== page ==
Rules for breweries regarding beer delivery and curbside pick up


The other day I mentioned the idea of curbside pickup on the Washington Beer Blog’s Facebook page and people thought it was fabulous. In the face of public health concerns, and the recommendations from experts to practice “social distancing,” I suggested that breweries should offer curbside pick up of growlers, crowlers and other forms of beer to go. I had not even considered the idea of beer delivery.

The question that arose, naturally, involved the legality of such practices. Is curbside pickup legal? The short answer is yes.

Well, I’ve been giving it a lot of thought since first mentioning it. Another thought was to have a pre-paid grab-n-go station where people could dash in, grab their beer and dash back out. This is a great time to be creative, within the bounds of the law, of course.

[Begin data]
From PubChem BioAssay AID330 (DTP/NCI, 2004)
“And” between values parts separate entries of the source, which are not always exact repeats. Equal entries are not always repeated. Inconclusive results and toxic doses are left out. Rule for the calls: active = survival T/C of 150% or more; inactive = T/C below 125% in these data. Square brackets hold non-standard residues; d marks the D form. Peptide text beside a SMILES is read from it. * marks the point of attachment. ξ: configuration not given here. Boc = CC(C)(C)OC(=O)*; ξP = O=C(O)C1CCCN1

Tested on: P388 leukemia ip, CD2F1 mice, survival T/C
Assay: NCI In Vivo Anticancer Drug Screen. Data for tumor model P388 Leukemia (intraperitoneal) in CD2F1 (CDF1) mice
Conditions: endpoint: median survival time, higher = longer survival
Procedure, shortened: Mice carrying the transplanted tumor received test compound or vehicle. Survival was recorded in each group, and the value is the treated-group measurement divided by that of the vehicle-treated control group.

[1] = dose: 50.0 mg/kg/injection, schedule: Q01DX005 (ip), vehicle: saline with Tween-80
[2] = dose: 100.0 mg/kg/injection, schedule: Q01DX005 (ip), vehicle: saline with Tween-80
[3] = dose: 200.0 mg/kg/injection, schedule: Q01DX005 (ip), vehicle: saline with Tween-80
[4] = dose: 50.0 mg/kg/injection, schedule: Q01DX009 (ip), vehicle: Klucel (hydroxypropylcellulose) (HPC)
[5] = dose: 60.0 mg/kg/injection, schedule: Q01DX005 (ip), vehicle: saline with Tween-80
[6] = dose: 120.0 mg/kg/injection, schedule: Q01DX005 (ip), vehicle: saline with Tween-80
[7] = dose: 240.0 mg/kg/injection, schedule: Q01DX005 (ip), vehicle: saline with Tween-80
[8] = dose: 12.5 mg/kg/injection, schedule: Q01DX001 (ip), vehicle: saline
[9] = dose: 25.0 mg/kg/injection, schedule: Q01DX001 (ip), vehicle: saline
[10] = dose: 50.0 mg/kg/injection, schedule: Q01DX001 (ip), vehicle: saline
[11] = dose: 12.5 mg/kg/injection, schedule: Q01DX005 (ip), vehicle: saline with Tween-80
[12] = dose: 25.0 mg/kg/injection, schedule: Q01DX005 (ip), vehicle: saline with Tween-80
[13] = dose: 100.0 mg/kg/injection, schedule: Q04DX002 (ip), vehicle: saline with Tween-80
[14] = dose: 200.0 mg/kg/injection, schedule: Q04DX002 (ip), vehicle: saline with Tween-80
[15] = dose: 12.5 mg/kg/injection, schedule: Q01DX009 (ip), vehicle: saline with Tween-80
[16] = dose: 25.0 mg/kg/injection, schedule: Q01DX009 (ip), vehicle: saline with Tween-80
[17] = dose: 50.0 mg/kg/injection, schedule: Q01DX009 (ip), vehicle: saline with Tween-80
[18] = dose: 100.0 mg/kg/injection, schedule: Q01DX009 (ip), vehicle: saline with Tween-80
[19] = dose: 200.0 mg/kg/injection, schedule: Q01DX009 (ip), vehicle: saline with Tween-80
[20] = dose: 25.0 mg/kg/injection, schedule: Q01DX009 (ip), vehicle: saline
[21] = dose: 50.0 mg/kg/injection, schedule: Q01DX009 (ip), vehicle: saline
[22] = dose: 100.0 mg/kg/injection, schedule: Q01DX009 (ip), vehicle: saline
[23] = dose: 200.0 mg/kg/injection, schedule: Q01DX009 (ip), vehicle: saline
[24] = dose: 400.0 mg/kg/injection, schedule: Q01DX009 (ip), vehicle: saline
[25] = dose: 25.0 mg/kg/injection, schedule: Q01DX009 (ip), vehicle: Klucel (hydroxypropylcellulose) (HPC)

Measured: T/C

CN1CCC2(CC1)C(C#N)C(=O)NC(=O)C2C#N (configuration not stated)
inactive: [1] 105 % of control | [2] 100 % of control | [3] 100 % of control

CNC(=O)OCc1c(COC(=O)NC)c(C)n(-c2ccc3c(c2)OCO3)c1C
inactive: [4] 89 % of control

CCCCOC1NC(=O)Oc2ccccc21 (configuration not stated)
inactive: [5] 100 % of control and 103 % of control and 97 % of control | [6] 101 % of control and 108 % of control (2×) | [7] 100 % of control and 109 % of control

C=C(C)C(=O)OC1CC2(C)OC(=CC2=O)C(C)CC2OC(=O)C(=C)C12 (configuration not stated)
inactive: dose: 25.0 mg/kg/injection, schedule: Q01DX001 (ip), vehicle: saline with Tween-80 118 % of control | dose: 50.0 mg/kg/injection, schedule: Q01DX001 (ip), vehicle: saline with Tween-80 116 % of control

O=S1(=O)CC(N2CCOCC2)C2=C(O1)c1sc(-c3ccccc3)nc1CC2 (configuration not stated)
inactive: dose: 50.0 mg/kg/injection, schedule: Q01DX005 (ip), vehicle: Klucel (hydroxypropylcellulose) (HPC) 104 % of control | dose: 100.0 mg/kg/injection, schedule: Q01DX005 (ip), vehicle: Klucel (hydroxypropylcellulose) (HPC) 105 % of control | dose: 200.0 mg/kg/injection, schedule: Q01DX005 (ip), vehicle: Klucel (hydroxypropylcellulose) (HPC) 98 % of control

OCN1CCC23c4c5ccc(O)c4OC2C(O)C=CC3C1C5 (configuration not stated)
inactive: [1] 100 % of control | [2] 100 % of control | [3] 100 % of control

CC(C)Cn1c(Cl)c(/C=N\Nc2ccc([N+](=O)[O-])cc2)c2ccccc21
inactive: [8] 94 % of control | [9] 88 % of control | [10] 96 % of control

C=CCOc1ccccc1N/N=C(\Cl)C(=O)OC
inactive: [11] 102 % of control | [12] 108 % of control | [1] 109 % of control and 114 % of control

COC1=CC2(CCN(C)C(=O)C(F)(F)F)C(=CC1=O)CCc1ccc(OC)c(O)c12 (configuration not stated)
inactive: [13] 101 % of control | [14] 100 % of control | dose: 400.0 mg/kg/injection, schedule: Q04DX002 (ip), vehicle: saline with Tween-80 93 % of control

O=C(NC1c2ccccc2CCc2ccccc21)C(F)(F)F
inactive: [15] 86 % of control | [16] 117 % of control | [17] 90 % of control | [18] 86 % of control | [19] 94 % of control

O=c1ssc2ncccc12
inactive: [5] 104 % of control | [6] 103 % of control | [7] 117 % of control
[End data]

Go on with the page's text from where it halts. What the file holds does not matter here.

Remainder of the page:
Just as I was about to reach out to the legal experts to get some answers, I received an email from Annie McGrath, the Executive Director of the Washington Brewers Guild.

Here’s the good news!

Beer Delivery Rules/Curbside Pick-Up

“As many of your look to new ways to get packaged product to your customers, we know there are many questions about compliance for direct to consumer delivery and curbside pick-ups. As you might recall, WBG worked with the Liquor & Cannabis Board on rules that allow breweries to take online and phone orders for beer and deliver that beer, using either your own employees or a third party delivery service.”

“We were also able to confirm with the LCB, in writing, that breweries may take online or phone orders/payment and bring purchased product out to a customer’s car for curbside pick-up service. Just be sure you’re checking IDs and that your product’s label meets federal labeling requirements.”

For more information about beer delivery rules compliance, you’ll have to talk to the Brewers Guild or your local LCB agent.